We start off by meeting Dan Farleigh and his computer, Barney. Dan works for some kind of company that deals in personnel or something, it’s never really gone into. He’s something of a higher-up in that company, and that gives him access to Barney. Barney is a super-brilliant computer with a fondness for games and puzzles. Since Dan’s job only really occupies a small portion of his time at the office, he tends to spend it goofing around with Barney.
One day while having a discussion with the computer, Dan sees somebody from an office above him shoot past the window in a definite downward direction. Within moments, Barney is able to extrapolate just who it is and recover the suicide tape he’d left in his office. The guy was a major player in one of the top political parties in the nation, and Barney just doesn’t think it was actually a suicide.
I guess I should mention that this is all taking place in the United States of the future. The fact that this is THE FUTURE is hammered into the reader’s skull rather quickly. Goulart went out of his way to make it clear that things have changed in the time between now and then, and he does it in a way that at first I didn’t like, but it grew on me.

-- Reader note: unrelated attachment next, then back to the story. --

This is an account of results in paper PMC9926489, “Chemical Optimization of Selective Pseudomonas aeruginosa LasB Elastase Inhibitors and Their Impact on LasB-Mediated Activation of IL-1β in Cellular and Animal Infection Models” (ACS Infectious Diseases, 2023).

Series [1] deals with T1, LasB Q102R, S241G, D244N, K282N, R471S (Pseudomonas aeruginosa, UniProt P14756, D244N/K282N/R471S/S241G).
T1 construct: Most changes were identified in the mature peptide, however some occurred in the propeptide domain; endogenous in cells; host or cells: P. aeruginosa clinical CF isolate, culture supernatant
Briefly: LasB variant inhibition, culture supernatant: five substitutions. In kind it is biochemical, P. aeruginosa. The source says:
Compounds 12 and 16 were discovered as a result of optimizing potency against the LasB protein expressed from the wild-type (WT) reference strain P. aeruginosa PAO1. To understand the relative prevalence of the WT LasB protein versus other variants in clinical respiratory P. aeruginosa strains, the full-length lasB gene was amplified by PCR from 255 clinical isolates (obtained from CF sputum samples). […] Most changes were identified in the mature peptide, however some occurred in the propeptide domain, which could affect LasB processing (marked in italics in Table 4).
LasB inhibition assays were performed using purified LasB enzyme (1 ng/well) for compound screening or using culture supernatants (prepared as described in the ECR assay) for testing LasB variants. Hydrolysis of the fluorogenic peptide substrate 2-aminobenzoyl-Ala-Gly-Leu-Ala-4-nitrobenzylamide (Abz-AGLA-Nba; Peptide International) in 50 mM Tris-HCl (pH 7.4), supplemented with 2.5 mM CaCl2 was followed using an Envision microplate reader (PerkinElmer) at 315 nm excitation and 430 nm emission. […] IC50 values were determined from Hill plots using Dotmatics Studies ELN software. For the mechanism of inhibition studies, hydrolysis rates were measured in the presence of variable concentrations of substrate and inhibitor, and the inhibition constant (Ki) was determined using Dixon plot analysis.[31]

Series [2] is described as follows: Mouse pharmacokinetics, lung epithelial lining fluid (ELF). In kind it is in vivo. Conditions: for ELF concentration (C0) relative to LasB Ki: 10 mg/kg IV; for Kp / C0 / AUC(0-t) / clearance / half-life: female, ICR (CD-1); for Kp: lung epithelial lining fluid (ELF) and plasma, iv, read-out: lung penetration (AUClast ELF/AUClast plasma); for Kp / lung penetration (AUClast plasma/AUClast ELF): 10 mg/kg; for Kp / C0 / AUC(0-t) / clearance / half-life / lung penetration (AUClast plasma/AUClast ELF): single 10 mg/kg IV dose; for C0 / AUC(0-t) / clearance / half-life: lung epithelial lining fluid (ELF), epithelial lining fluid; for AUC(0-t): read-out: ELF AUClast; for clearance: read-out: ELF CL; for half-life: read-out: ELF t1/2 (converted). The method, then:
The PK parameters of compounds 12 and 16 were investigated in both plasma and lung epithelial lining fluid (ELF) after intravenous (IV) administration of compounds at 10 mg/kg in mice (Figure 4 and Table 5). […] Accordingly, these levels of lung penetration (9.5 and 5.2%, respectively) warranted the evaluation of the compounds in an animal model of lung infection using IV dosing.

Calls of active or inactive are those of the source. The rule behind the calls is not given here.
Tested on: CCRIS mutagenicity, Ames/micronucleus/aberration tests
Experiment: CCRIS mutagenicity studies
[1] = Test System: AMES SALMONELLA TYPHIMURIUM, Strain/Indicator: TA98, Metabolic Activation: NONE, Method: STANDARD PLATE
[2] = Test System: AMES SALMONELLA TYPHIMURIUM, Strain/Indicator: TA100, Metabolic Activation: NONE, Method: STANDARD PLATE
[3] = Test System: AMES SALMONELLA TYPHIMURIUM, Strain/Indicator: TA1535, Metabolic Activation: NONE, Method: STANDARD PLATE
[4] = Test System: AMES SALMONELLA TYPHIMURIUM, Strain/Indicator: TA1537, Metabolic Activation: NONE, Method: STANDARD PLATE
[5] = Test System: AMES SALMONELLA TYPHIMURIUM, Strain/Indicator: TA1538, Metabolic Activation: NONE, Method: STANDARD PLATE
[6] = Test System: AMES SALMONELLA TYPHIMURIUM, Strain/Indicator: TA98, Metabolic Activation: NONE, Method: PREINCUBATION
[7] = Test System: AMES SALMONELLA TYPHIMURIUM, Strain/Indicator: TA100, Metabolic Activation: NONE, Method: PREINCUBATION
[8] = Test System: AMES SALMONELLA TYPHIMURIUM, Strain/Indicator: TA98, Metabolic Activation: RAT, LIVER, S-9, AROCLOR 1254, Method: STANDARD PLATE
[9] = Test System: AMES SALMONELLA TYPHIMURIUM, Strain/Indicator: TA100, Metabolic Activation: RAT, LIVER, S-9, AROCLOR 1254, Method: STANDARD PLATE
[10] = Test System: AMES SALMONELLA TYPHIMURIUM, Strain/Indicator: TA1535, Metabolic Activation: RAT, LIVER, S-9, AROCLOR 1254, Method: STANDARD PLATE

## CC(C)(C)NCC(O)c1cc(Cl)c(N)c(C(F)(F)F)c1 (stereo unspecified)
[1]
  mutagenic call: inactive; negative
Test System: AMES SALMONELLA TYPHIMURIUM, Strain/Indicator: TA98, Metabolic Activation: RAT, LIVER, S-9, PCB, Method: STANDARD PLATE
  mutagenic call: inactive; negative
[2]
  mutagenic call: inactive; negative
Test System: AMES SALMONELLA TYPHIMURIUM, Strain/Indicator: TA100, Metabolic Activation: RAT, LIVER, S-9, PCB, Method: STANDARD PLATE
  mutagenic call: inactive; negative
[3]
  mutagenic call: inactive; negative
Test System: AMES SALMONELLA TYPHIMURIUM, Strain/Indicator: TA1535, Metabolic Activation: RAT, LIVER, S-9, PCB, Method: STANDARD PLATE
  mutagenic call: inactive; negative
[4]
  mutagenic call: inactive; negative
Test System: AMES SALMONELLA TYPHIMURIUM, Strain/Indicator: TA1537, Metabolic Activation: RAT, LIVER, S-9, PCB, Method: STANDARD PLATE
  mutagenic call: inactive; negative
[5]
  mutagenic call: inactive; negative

One of the things he does is throws together a lot of wild and random concepts and treats them like they’re commonplace at this point in the future. For one, Dan works in the State of Manhattan but teleports down to Boston when he gets off work. For two, there’s a huge amount of “future slang” floating around in this book that makes contextual sense but at first was kind of off-putting. And for three, and this was really unsettling for a bit, he just gets all random at times. At one point, all in one paragraph, we get mention of
…the Pope in his jeweled helicopter blessing the crowds thronging the silver and gold pedways of New Rome, on that screen three airfloat wrestlers stomping a fourth two hundred feet above a crowd of gleeful Eskimos,…and on that screen a nude ballerina dancing to the ragtime version of one of Emily Dickinson’s poems…